In addition, there is significant reason to believe Paladin should receive a valuation above the present value of those deposits. Paladin has already stated that it expects to find more uranium as it continues exploration around the Kayelkeera mine in Malawi. In addition, higher uranium prices will make the deposits more valuable, and will also lead to an increase in uranium reserves because lower grades can be mined economically at higher prices. With most analysts predicting $100 uranium in the near term, it would be rational for the market to price Paladin’s deposits at slightly above $85/lb. Finally, given Paladin’s experience in Africa, there is reason to believe the company will be able to find and bring into production more uranium mines there and in Australia over the longer term. Management has shown its desire to grow both through acquisitions and through exploration, and this is a wild card that could send Paladin shares much higher in the longer term. Given all of these future catalysts, Paladin deserves to trade at a premium to the present value of its uranium deposits, but at the moment, it is actually trading at a discount to the value of these deposits. There appears to be very little downside left here for Paladin, and I believe the stock will begin to carry a more appropriate valuation once this market selloff runs its course.
Finally, a quick note about the Summit acquisition. Some people might be questioning why Paladin is willing to pay $900 million for Summit when the present value of Summit’s 50% stake (ie same as Paladin’s above) in the Isa JV is only $650 million at current uranium prices. I would respond to this by pointing to the following:
1) Paladin expects higher uranium prices in the future, and is willing to bet on that by paying a premium now.
2) Summit also has exploration rights in several other areas in Australia, and although these are difficult to value, Paladin obviously believes they have some worth.
3) Summit also has a gold and mineral division which Paladin expects to sell off if they manage to acquire Summit. I have not looked into the potential value of this unit, but it will clearly lower the price of the transaction when the sale price of this unit is taken into account.
Therefore, the Summit acquisition would be a good deal for Paladin, as it provides known quantities of uranium and significant exploration prospects at a price not too much above the present value of Summit’s known reserves. In fact, Paladin could probably raise the price of the deal by about 15 percent and still pay a reasonably advantageous price. It is my view that Paladin will likely raise the bid here, and will ultimately pay about $1.0 billion for Summit. As a Paladin investor, I would be quite happy with that sort of price.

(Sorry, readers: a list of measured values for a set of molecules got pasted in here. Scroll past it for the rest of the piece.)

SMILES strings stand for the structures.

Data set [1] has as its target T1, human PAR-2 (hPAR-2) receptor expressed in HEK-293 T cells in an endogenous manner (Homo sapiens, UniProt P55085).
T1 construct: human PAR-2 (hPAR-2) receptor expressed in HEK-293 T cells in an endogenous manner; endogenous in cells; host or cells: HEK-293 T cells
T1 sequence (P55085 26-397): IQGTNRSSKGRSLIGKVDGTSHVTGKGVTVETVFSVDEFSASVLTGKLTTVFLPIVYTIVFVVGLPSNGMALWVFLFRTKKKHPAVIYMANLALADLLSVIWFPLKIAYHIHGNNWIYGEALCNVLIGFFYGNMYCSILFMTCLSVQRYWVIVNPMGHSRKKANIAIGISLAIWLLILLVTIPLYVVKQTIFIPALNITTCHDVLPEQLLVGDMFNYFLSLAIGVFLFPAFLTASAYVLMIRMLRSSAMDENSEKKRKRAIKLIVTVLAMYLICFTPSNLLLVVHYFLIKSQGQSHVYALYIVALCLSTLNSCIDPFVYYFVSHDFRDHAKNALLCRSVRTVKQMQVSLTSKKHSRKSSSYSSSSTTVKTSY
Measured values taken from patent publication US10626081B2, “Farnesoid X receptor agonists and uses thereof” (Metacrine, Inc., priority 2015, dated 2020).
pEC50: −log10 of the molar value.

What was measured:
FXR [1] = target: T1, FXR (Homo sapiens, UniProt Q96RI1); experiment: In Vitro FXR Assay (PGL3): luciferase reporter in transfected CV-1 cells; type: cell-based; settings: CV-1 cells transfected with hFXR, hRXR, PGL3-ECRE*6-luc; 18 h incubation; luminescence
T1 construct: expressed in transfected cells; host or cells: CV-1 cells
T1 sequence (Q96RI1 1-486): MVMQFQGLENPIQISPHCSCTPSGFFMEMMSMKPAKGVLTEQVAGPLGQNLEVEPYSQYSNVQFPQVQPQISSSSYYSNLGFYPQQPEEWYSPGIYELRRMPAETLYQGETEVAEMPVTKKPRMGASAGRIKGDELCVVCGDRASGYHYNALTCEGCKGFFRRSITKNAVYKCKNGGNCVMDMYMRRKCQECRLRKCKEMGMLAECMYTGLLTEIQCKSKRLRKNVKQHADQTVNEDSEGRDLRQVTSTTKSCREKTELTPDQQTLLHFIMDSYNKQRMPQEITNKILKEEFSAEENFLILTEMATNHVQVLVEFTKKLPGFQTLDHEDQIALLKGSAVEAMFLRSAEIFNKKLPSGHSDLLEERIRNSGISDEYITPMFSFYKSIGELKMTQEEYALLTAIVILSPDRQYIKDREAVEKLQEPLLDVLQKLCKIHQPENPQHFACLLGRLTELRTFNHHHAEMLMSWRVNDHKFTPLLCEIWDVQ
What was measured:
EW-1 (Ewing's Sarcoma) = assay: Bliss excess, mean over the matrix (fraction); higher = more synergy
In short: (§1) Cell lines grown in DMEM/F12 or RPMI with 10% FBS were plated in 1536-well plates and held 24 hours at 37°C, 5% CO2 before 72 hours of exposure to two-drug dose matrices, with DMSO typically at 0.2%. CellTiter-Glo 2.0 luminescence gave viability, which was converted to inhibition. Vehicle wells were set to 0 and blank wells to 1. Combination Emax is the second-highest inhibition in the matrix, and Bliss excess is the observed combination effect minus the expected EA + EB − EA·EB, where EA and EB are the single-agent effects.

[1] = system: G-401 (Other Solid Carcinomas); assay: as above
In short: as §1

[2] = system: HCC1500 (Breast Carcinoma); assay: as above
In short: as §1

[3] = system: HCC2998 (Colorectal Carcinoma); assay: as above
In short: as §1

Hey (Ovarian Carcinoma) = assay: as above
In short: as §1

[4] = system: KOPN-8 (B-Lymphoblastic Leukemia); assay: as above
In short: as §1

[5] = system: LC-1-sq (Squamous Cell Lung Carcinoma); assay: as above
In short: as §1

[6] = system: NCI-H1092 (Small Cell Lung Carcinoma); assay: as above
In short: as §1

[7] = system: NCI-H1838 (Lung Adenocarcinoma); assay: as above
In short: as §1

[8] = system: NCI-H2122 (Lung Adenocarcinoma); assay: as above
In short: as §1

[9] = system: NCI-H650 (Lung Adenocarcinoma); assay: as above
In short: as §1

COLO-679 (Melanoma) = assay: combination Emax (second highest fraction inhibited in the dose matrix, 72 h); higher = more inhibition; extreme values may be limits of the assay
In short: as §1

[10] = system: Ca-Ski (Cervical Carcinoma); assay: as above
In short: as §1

Monday, March 5, 2007

Chinese advanced reactor decisions

Light shed on Chinese advanced reactor decisions02 March 2007 Westinghouse and its partner Shaw have signed a framework agreement to build four reactors in China. The sites mentioned shed light on rumours for Areva units planned for China.A framework agreement has been signed between Westinghouse with its partner Shaw and China's State Nuclear Power Technology Company to supply four AP1000 third-generation nuclear power reactors. The sites specified for the 1100 MWe units are Haiyang in Shandong province for one pair, and Sanmen in Zhejian province for the second pair.Final contracts would be signed in mid 2007, construction is expected to start in 2009 with first power in 2013. A December 2006 announcement from Westinghouse had mentioned the Yanjiang site in Guangdong province. This site is now apparently open for a pair of 1650 MWe Areva EPR reactors in line with a cooperation agreement signed last month by Electricité de France (EdF) and China Guangdong Nuclear Power Company (CGNPC) based on two EPRs.CGNPC has an established preference for French technology. Their four operating reactors, and two more under construction at Lingao, are based on French developments of designs originally licensed from Westinghouse. CGNP's first two units, at Daya Bay near Hong Kong, which started up in 1994 were built with the involvement of EdF and chinese engineers to standard French designs.

Sunday, March 4, 2007

Summit reject Paladin Resources bid.

Summit Resources, 2 March] Summit Resources has rejected Paladin Resources' A$1 billion ($792 million) hostile takeover bid, describing the offer as "opportunistic and inadequate." Summit's managing director, Alan Eggers, said that the offer did not reflect the value of its uranium, base metal and iron projects. Summit controls the Valhalla uranium deposit in northwest Queensland, with 26,000 tonnes U3O8 as indicated and inferred resources, but which is open and likely to increase. Another 11,500 tonnes of resources nearby are also part of the Isa Uranium Joint Venture. Last year Paladin bought a 50% interest in the joint venture, so the takeover bid would have brought several prospective properties under Paladin’s full ownership. Eggers said, "We believe Paladin now recognises the inherent value of the Mount Isa uranium province, which is one of the most prospective uranium provinces in the world today." He also noted that the offer came just two weeks before the Australian Labor Party (ALP) is expected to change its 'no mines' policy.

World Nuclear News